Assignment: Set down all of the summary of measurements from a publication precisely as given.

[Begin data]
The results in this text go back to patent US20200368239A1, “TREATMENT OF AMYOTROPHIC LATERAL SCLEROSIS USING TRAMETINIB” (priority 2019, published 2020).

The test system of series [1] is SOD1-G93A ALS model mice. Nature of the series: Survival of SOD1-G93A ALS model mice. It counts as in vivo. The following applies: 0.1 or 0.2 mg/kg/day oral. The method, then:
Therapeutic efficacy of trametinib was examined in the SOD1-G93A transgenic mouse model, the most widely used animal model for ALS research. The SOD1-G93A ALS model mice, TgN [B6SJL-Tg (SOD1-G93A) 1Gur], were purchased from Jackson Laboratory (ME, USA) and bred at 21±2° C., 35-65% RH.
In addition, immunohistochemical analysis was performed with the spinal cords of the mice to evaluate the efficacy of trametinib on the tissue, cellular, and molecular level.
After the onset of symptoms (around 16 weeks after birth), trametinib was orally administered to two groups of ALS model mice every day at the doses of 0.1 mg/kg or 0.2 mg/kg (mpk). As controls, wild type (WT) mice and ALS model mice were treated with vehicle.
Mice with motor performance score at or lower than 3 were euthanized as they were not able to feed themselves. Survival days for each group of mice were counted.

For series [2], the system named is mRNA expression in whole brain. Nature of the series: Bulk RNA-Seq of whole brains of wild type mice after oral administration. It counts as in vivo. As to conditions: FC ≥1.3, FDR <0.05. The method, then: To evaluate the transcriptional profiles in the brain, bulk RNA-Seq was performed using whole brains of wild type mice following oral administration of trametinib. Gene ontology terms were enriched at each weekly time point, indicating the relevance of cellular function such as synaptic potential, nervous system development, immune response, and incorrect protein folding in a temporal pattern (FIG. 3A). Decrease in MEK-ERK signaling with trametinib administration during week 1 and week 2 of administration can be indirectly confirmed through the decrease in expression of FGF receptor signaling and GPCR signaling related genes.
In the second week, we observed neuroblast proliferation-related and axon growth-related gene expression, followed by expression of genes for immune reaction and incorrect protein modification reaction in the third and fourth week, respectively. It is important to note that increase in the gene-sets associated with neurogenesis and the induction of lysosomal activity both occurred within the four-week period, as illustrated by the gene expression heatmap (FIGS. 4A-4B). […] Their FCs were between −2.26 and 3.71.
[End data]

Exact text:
The results in this text go back to patent US20200368239A1, “TREATMENT OF AMYOTROPHIC LATERAL SCLEROSIS USING TRAMETINIB” (priority 2019, published 2020).

The test system of series [1] is SOD1-G93A ALS model mice. Nature of the series: Survival of SOD1-G93A ALS model mice. It counts as in vivo. The following applies: 0.1 or 0.2 mg/kg/day oral. The method, then:
Therapeutic efficacy of trametinib was examined in the SOD1-G93A transgenic mouse model, the most widely used animal model for ALS research. The SOD1-G93A ALS model mice, TgN [B6SJL-Tg (SOD1-G93A) 1Gur], were purchased from Jackson Laboratory (ME, USA) and bred at 21±2° C., 35-65% RH.
In addition, immunohistochemical analysis was performed with the spinal cords of the mice to evaluate the efficacy of trametinib on the tissue, cellular, and molecular level.
After the onset of symptoms (around 16 weeks after birth), trametinib was orally administered to two groups of ALS model mice every day at the doses of 0.1 mg/kg or 0.2 mg/kg (mpk). As controls, wild type (WT) mice and ALS model mice were treated with vehicle.
Mice with motor performance score at or lower than 3 were euthanized as they were not able to feed themselves. Survival days for each group of mice were counted.

For series [2], the system named is mRNA expression in whole brain. Nature of the series: Bulk RNA-Seq of whole brains of wild type mice after oral administration. It counts as in vivo. As to conditions: FC ≥1.3, FDR <0.05. The method, then: To evaluate the transcriptional profiles in the brain, bulk RNA-Seq was performed using whole brains of wild type mice following oral administration of trametinib. Gene ontology terms were enriched at each weekly time point, indicating the relevance of cellular function such as synaptic potential, nervous system development, immune response, and incorrect protein folding in a temporal pattern (FIG. 3A). Decrease in MEK-ERK signaling with trametinib administration during week 1 and week 2 of administration can be indirectly confirmed through the decrease in expression of FGF receptor signaling and GPCR signaling related genes.
In the second week, we observed neuroblast proliferation-related and axon growth-related gene expression, followed by expression of genes for immune reaction and incorrect protein modification reaction in the third and fourth week, respectively. It is important to note that increase in the gene-sets associated with neurogenesis and the induction of lysosomal activity both occurred within the four-week period, as illustrated by the gene expression heatmap (FIGS. 4A-4B). […] Their FCs were between −2.26 and 3.71.